Biofeedback: An Instrument of Relaxation.
In the 1970s, in some restaurants, you could find biofeedback machines. They offered you all sorts of information about your body. Today, biofeedback is still considered a legitimate way to attain relaxation. It’s a technique that uses monitoring equipment in order to help control stress.
Biofeedback is rooted in the idea that the autonomic nervous system can be trained. For instance, equipment can determine heart rates, muscle tension, and blood pressure while individuals try to change their breathing, thinking, or posture. By working with the machines, individuals can conceivably learn the best methods for relaxation. However, the equipment can only be monitored by someone with specific training in biofeedback.
According to Dr. Leonard Holmes, feedback can come in a variety of forms: a line on a computer screen, a tone of a certain pitch, or a blinking light. A typical type of biofeedback is the EMG, which indicates the tension in your muscles. It is important to note that biofeedback is not active treatment. It is up to you decide what you can do in order to lower your heartbeat and reduce your stress level. If you suffer from migraines or neck pain, biofeedback can also help you to relax your muscles so that you don’t experience as much—or possibly any—pain.
In order to determine whether biofeedback would be effective in your particular case, a stress profile might be used. Monitoring device will determine your heart rate, blood pressure, and temperature. You are then exposed to stress, such as a history quiz. As a result, the biofeedback professional will have some idea how your body reacts to stressful situations.
Interestingly enough, insurance companies have been known to cover biofeedback treatment. For instance, biofeedback may be covered for headaches. However, other companies view biofeedback as entirely experimental. When biofeedback first came onto the scene, some practitioners believed that it would enable us to have nearly complete control over our bodies. However, that is not the case. In many situations, our bodies are basically operating under “automatic pilot.” However, it is true that biofeedback can be helpful to some individuals, particularly those who are looking for a means for relaxation.
Biofeedback is used in a number of cases today. For instance, it has been used to treat headaches, stomach problems, high blood pressure, abnormal heart rhythms, epilepsy, and paralysis. A number of different kinds of health professionals use biofeedback, including physical therapists, nurses, psychologists, psychiatrists, and dentists. Once the biofeedback machine detects certain physiological reactions, patients usually engage in various relaxation exercises. Also, you as a patient may learn about the triggers that cause certain physiological problems. You can also learn how to deal more effectively with stressful issues that appear in your life.
It is important, however, to note that biofeedback is not a quick fix. It cannot in itself cure any illness. It is simply a tool that you can use to take control of your health and well-being. With biofeedback, individuals can be empowered to seek solutions to common health problems. Unlike other treatment programs, biofeedback requires of great deal from the patient in order to be successful.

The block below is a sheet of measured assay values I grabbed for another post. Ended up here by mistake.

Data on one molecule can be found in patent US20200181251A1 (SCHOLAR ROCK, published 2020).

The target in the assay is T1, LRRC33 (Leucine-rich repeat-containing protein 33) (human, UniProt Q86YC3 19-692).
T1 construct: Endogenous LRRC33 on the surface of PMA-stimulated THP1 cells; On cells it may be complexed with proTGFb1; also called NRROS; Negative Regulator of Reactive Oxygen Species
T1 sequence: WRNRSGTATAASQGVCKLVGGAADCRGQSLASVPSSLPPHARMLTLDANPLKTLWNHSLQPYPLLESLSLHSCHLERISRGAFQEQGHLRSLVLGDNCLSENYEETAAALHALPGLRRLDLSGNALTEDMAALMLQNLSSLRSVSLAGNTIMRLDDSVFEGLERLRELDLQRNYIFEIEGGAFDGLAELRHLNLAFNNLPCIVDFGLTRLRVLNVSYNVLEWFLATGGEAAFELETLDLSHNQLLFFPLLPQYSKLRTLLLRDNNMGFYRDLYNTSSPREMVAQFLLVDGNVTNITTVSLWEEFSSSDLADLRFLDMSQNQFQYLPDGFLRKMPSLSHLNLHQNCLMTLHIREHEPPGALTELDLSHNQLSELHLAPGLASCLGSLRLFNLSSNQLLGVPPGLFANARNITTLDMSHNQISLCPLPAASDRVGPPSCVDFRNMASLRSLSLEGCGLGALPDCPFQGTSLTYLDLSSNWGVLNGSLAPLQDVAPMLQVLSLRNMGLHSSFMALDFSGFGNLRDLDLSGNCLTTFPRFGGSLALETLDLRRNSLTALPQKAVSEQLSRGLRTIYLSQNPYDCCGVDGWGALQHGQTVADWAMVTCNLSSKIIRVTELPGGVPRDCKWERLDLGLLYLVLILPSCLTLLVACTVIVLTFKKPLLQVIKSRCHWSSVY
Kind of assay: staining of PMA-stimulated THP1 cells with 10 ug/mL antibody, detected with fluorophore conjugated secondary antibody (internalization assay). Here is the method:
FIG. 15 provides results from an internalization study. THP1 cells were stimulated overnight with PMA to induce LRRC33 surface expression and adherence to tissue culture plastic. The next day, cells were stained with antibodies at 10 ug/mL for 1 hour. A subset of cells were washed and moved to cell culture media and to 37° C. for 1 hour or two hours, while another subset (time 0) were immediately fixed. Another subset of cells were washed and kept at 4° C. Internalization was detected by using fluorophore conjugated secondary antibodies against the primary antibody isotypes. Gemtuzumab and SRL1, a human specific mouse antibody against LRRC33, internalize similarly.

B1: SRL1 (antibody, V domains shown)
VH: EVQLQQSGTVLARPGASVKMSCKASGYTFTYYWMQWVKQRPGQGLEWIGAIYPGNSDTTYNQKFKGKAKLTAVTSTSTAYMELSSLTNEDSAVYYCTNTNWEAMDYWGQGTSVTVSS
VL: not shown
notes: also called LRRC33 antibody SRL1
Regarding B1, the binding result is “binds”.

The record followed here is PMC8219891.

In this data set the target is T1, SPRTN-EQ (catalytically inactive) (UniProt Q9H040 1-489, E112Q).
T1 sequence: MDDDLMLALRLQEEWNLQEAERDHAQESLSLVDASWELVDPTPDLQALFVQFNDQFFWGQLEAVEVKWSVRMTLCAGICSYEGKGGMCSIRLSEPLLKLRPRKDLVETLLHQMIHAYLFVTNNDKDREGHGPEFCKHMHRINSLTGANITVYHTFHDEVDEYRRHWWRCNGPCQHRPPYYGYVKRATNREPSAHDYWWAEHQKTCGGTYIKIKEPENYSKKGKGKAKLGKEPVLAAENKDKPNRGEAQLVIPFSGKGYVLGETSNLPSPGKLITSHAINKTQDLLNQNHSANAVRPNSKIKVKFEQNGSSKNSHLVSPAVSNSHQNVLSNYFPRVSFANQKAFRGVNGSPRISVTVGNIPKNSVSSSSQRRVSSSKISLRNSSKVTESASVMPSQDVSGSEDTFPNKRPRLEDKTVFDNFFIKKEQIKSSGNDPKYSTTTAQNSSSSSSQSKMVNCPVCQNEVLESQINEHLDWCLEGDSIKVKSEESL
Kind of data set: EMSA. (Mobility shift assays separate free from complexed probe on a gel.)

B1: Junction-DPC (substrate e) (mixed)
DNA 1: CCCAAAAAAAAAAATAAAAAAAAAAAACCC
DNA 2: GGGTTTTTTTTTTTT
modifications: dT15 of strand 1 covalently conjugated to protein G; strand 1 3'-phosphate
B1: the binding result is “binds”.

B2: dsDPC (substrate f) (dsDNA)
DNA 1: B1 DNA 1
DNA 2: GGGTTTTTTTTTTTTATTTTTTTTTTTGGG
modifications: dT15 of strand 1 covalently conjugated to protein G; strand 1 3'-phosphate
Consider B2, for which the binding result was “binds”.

Would you personally benefit from biofeedback? That depends on your willingness to experiment and your own comfort level. If you believe that biofeedback could be beneficial, you should discuss it with your doctor. He or she might want to determine first whether traditional treatment would be better in your particular case. In most cases, you will need to have a complete physical exam before you engage in biofeedback. You may even have to undergo a neurological test.
If you’re considering biofeedback, you should ask your family physician for a referral to a biofeedback expert. You’ll want to make sure that you are dealing with a trained professional. Keep an open mind during the treatment. If it makes you uncomfortable, you might be better off looking at other treatment options. While it first began in the 1960s, biofeedback remains an experimental technology. Therefore, don’t be disappointed if it doesn’t seem to work in your particular case. However, there is little harm in trying it. In fact, it could make you more attuned to your body and better able to manage the stress in your life.
This information is not presented by a medical practitioner and is for educational and informational purposes only. The content is not intended to be a substitute for professional medical advice, diagnosis, or treatment. Always seek the advice of your physician or other qualified health care provider with any questions you may have regarding a medical condition. Never disregard professional medical advice or delay in seeking it because of something you have read. The statements in this article have not been evaluated by the FDA, and are not intended to “diagnose, treat, cure or prevent any disease".
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